# Why is 019 not a JavaScript syntax error? Or why is 019 > 020

If I type `019 > 020` in the JavaScript console (tested in both Chrome and Firefox), I get the answer `true`.

This is due to `020` being interpreted as an `OctalIntegerLiteral` (equals `16`) whereas `019` is apparently being interpreted as `DecimalLiteral` (and equals `19`). As `19` is greater than `16`, `019 > 020` is `true`.

What puzzles me is why `019` is interpreted as a `DecimalLiteral` in first place. Which production is it? `DecimalIntegerLiteral` does not allow `019`:

``````DecimalIntegerLiteral ::
0
NonZeroDigit DecimalDigits_opt
``````

`OctalIntegerLiteral` also does not allow `019` (as `9` is not an octal digit):

``````OctalIntegerLiteral ::
0 OctalDigit
OctalIntegerLiteral OctalDigit

OctalDigit :: one of
0 1 2 3 4 5 6 7
``````

So from what I see in the specification, `019` should actually be rejected, I don't see why it is interpreted as a decimal integer.

I guess there's some kind of compatibility rule in place here but I have failed to find a formal definition. Could please anyone help me with this?

(Why I need this: I'm developing a JavaScript/ECMAScript parser for Java with JavaCC and have to pay a special attention to the specification - and deviations thereof.)

• `019 + 0 == 19` and `020 + 0 == 17` so it's ignoring the leading zero if it contains non Octal digits. Jan 24, 2015 at 15:22
• Fun fact: `'use strict'; 019` → SyntaxError: octal literals and octal escape sequences are deprecated Jan 24, 2015 at 15:24
• @Mathew: surely `020 + 0 ≠≠ 17` :) Jan 24, 2015 at 15:27
• @Mouser: not the same thing, parseInt just stops at the first invalid character. Jan 24, 2015 at 15:32
• @FelixKling Because that's how the production is formulated. Either `0` or `NonZeroDigit DecimalDigits_opt`. If `0` is followed by anything, it's not `DecimalIntegerLiteral` anymore. Jan 24, 2015 at 15:58

From what I could find, it seems that some implementations of JavaScript just don't follow the spec on that point.

From the MDN site:

Note that decimal literals can start with a zero (0) followed by another decimal digit, but If the next digit after the leading 0 is smaller than 8, the number gets parsed as an octal number. This won't throw in JavaScript, see bug 957513. See also the page about parseInt().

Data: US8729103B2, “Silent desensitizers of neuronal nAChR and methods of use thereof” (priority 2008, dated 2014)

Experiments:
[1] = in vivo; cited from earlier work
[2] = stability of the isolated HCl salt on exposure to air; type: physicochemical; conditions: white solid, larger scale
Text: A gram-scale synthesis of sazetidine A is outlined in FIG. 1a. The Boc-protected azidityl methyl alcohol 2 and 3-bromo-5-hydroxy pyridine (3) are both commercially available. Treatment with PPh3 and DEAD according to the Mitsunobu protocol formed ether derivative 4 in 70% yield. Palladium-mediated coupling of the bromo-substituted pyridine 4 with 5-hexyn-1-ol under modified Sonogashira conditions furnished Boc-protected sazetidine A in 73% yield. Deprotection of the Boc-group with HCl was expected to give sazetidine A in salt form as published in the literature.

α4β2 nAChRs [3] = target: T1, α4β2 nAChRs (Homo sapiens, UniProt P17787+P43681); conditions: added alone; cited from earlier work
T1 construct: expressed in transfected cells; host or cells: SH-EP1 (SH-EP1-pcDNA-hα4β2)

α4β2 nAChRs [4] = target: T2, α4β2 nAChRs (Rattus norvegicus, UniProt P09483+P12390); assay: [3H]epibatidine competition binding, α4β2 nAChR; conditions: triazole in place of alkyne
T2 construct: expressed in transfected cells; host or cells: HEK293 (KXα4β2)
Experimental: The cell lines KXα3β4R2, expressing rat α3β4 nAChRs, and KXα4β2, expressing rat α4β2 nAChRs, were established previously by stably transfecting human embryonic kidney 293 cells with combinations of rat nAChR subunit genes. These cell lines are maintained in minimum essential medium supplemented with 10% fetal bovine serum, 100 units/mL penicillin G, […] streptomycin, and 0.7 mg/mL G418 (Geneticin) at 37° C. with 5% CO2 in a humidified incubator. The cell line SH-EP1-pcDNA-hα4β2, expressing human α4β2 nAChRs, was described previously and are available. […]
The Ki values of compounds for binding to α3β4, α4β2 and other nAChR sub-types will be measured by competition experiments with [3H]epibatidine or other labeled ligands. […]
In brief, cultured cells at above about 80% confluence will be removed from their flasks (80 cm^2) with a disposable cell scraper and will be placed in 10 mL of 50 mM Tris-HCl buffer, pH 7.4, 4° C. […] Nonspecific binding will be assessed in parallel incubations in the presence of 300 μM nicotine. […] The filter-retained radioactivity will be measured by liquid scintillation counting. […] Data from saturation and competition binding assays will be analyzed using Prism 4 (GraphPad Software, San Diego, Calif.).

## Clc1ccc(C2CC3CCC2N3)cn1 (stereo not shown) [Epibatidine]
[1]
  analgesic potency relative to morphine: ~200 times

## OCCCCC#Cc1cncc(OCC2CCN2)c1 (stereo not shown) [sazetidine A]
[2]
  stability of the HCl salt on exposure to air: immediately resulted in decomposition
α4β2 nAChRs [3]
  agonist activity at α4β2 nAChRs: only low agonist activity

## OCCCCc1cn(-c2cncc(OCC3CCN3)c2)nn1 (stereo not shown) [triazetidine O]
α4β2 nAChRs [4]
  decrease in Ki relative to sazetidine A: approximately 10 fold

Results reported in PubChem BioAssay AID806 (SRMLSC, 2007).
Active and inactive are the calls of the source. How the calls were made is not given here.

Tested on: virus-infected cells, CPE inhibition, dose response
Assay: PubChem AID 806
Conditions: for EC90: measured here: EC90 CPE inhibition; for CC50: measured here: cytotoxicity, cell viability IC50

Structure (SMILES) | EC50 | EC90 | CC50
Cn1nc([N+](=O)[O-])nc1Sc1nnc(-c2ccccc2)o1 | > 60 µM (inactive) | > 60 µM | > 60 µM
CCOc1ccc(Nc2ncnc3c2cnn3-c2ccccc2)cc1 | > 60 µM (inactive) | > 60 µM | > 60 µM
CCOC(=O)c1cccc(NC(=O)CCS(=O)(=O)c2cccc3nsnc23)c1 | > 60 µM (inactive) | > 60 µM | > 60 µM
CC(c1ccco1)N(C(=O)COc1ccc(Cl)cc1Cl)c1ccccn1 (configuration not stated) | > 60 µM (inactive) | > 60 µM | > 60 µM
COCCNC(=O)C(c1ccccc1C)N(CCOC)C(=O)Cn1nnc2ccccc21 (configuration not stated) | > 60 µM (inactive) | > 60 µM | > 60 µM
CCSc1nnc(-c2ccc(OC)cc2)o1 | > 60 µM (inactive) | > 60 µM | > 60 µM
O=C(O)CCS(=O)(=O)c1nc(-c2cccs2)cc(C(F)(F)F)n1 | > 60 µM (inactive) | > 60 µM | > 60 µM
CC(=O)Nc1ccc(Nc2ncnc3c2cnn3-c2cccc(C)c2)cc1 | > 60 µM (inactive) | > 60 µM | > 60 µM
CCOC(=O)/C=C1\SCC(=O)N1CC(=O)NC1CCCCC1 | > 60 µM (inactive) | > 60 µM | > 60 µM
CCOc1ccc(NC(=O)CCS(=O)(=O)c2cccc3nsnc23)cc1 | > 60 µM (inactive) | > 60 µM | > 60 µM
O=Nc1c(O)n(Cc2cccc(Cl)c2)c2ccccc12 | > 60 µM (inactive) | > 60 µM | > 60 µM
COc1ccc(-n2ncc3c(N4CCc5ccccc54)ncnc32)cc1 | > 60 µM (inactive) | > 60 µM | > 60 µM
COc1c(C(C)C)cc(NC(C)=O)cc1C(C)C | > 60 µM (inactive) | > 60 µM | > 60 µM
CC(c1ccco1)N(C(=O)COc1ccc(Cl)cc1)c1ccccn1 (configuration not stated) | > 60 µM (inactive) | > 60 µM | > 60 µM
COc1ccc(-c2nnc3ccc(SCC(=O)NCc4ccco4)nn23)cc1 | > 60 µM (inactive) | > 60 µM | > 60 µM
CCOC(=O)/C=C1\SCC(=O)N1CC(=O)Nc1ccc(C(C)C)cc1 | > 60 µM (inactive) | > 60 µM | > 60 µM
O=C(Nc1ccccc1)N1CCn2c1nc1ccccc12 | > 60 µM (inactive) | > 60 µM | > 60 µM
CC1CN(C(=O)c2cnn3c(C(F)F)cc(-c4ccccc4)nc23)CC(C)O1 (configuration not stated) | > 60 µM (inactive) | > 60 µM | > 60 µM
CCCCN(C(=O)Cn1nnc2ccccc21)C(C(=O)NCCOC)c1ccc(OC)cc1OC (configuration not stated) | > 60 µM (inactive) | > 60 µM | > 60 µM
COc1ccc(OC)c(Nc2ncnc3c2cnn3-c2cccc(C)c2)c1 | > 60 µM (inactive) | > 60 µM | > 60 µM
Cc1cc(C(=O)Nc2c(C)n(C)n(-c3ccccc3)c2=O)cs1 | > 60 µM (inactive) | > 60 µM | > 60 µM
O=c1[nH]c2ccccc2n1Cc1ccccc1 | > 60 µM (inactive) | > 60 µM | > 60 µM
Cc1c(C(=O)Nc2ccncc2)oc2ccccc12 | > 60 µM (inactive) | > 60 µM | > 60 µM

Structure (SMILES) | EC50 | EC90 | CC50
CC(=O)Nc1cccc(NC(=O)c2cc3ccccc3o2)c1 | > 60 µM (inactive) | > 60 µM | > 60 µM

This still doesn't explain why `019 == 19`, given that the next digit after the leading 0 is 1 and the whole number should therefore be parsed as octal. But the referenced bug does seem related to your case. Its description says:

The following JavaScript program should throw an error:

``````08
``````

As per the spec, `DecimalIntegerLiteral` can never be `0` directly followed by another decimal digit, although Chrome/Opera, PrestOpera, and Firefox do support it.

The bug is closed as WONTFIX

However, `019` would be a valid decimal literal, with value equal to 19, according to the draft of the next edition:

(I've marked the relevant rules)

``````The syntax and semantics of 11.8.3 is extended as follows except that
this extension is not allowed for strict mode code:

[...]

DecimalIntegerLiteral ::
0
NonZeroDigit DecimalDigits_opt
NonOctalDecimalIntegerLiteral                         // (1)

NonOctalDecimalIntegerLiteral ::
0 NonOctalDigit
LegacyOctalLikeDecimalIntegerLiteral NonOctalDigit    // (2)
NonOctalDecimalIntegerLiteral DecimalDigit

LegacyOctalLikeDecimalIntegerLiteral ::
0 OctalDigit                                          // (3)
LegacyOctalLikeDecimalIntegerLiteral OctalDigit
``````

So `01` is a `LegacyOctalLikeDecimalIntegerLiteral` (3) . Then `019` is a `NonOctalDecimalIntegerLiteral` (2) which in turn is a `DecimalIntegerLiteral` (1).

• This is the correct answer. Chrome seems to have a similar problem. Evaluating `019` with Spidermonkey yields `1: warning: 09 is not a legal ECMA-262 octal constant: 019`. It seems like it was backed out because existing (important) sites would break. Jan 24, 2015 at 16:32
• Not sure why you'd expect `019` to be an octal literal just because the second digit is a `1`? Surely anything that contains a `9` can't be octal… Jan 24, 2015 at 22:20
• @Bergi I guess you should ask the guys at MDN about that, as I couldn't find any point in the ECMAScript spec that justifies this interpretation.
– abl
Jan 25, 2015 at 2:40
• Looking at V8 parsing scanner, it indeed assumes that if a number starts with 0 but has a digit 8 or 9, then the number is decimal (there is no comment explaining why though) github.com/v8/v8/blob/97757e2d8c5b706f1f642340a424b38e20022a2c/… Jan 26, 2015 at 3:24
• @VitaliiFedorenko Very impressed how you digged it out. Jan 26, 2015 at 21:42